North Korea says it has successfully tested a nuclear weapon that could be loaded onto a long-range missile.
The secretive communist state said its sixth nuclear test was a “perfect success”, hours after seismologists had detected an earth tremor.
Pyongyang said it had tested a hydrogen bomb – a device many times more powerful than an atomic bomb.
Analysts say the claims should be treated with caution, but its nuclear capability is clearly advancing.
North Korea last carried out a nuclear test in September 2016. It has defied UN sanctions and international pressure to develop nuclear weapons and to test missiles which could potentially reach the mainland US.
South Korean officials said the latest test took place in Kilju County, where the North’s Punggye-ri nuclear test site is situated.
The “artificial quake” was 9.8 times more powerful than the tremor from the North’s fifth test, the state weather agency said.
It came hours after Pyongyang said it had miniaturised a hydrogen bomb for use on a long-range missile, and North Korean leader Kim Jong-un was pictured with what state media said was a new type of hydrogen bomb. State media said the device could be loaded on to a ballistic missile.
How can the world respond?
Jonathan Marcus, BBC defence and diplomatic correspondent
North Korea’s sixth nuclear test – probably its largest so far – sends out one clear political signal.
Despite the bluster and threats from the Trump administration in Washington and near-universal condemnation from around the world, Pyongyang is not going to halt or constrain its nuclear activities.
Worryingly, it also suggests that this is a programme that is progressing on all fronts at a faster rate than many had expected. So far all efforts to pressure North Korea – sanctions, isolation, and military threats – have all failed to move Pyongyang.
Could more be done? Certainly, but the harshest economic pressure would potentially cripple the regime and push it towards catastrophe – something China is unwilling to countenance.
Containment and deterrence will now come to the fore as the world adjusts its policy from seeking to roll-back Pyongyang’s weapons programme to living with a nuclear-armed North Korea.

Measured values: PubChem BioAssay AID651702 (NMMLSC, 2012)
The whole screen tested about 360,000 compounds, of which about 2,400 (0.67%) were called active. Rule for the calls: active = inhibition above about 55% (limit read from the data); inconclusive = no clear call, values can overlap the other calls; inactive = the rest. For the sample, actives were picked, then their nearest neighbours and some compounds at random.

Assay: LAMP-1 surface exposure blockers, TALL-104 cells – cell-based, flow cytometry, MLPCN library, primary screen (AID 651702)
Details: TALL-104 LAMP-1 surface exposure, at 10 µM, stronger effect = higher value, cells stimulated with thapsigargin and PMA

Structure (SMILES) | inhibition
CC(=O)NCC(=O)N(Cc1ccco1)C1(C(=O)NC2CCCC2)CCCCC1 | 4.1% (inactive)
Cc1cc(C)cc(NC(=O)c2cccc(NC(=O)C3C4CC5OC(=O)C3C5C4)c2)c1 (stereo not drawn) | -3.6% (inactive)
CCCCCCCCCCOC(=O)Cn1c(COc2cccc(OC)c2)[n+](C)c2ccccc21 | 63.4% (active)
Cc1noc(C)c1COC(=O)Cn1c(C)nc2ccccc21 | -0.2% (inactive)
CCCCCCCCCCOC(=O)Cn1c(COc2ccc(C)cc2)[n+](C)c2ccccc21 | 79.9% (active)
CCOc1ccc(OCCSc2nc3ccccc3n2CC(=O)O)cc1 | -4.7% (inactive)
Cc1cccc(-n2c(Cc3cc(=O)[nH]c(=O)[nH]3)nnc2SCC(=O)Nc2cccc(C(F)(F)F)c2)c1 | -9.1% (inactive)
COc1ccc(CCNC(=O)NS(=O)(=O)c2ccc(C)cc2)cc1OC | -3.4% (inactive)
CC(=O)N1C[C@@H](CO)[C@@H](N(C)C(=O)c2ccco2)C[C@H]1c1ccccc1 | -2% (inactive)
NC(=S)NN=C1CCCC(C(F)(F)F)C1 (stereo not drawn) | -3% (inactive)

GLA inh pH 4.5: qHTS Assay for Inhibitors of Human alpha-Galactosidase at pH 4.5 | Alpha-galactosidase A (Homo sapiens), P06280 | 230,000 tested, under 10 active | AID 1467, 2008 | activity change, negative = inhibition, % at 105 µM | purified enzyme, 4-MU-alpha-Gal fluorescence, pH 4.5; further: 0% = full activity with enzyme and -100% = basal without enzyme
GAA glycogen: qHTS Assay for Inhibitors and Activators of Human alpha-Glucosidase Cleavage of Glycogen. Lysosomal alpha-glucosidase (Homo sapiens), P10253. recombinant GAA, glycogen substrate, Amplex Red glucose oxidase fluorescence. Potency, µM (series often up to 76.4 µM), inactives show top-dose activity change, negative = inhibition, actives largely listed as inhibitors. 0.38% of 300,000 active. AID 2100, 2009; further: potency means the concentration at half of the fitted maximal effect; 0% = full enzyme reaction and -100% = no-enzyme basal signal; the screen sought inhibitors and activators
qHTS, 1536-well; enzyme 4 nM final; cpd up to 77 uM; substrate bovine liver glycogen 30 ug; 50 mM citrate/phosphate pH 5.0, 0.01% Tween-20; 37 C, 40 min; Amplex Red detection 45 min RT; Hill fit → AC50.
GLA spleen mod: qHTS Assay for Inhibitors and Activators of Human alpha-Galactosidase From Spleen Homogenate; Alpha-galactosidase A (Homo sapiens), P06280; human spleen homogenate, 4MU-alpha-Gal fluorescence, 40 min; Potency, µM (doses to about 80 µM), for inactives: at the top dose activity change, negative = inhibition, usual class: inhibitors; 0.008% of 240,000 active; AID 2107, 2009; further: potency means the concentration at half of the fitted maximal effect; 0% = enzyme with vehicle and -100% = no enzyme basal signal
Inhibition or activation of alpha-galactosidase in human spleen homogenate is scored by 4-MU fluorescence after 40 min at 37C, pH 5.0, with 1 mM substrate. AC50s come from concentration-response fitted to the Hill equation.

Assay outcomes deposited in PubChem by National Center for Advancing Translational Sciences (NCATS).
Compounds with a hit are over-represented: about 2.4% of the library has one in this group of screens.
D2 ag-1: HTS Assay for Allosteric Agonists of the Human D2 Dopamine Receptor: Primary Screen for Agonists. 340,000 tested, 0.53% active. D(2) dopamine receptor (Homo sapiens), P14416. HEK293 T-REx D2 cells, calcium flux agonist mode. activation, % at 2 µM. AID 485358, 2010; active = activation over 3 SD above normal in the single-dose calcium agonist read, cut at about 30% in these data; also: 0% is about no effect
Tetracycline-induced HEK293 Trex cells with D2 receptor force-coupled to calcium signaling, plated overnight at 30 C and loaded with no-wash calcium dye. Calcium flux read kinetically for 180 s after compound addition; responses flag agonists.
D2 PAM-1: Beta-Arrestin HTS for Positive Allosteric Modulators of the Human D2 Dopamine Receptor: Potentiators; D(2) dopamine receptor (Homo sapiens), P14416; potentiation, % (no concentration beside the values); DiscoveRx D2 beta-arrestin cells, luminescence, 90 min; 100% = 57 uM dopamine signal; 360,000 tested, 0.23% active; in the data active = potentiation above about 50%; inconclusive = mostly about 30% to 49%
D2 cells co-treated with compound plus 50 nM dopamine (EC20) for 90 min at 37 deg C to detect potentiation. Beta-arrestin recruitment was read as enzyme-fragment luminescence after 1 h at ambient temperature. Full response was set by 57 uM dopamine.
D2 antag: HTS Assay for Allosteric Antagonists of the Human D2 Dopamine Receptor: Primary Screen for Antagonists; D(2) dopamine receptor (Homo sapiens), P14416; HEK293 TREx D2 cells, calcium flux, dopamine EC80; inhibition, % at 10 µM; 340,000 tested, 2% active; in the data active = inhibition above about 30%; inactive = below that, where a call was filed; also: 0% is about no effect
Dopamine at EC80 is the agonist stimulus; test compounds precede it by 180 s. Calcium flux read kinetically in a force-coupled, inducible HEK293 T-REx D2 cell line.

Initial reports from the US Geological Survey put the tremor at 5.6 magnitude with a depth of 10km (six miles) but this was later upgraded to 6.3 magnitude at 0km. This would make it the North’s most powerful nuclear test to date.
Japan condemned the test and South Korean President Moon Jae-in convened emergency security council talks.
Bruce Bennett, a defence analyst at public policy group the Rand Corporation, told the BBC that the size of the tremor was significant.
“If it really does prove out to be 6.3, that’s a very big weapon, much bigger,” he said.
“It’s still not a true hydrogen bomb but it’s certainly much closer to that than anything they have ever done before.”
He said China would also be concerned about the size of the suspected blast.
“Those Chinese people across the border from that area, they were undoubtedly shaken terribly,” he said.
‘Great destructive power’
A series of recent missile tests has caused growing international unease.
In a report on Sunday, the North’s state news agency KCNA said Kim Jong-un had visited scientists at the nuclear weapons institute and “guided the work for nuclear weaponisation”.
“The institute recently succeeded in making a more developed nuke,” the report said, adding: “He (Kim Jong-un) watched an H-bomb to be loaded into a new ICBM (intercontinental ballistic missile).”
The report carried pictures of the leader inspecting the device. It described the weapon as “a multi-functional thermonuclear nuke with great destructive power which can be detonated even at high altitudes”.
International experts say the North has made advances in its nuclear weapons capabilities but it is unclear if it has successfully miniaturised a nuclear weapon it can load on to a missile.
The North has previously claimed to have miniaturised a nuclear weapon but experts have cast doubt on this. There is also scepticism about the North’s claims to have developed a hydrogen bomb, which is more powerful than an atomic bomb.
Hydrogen bombs use fusion – the merging of atoms – to unleash huge amounts of energy, whereas atomic bombs use nuclear fission, or the splitting of atoms.
Previous nuclear tests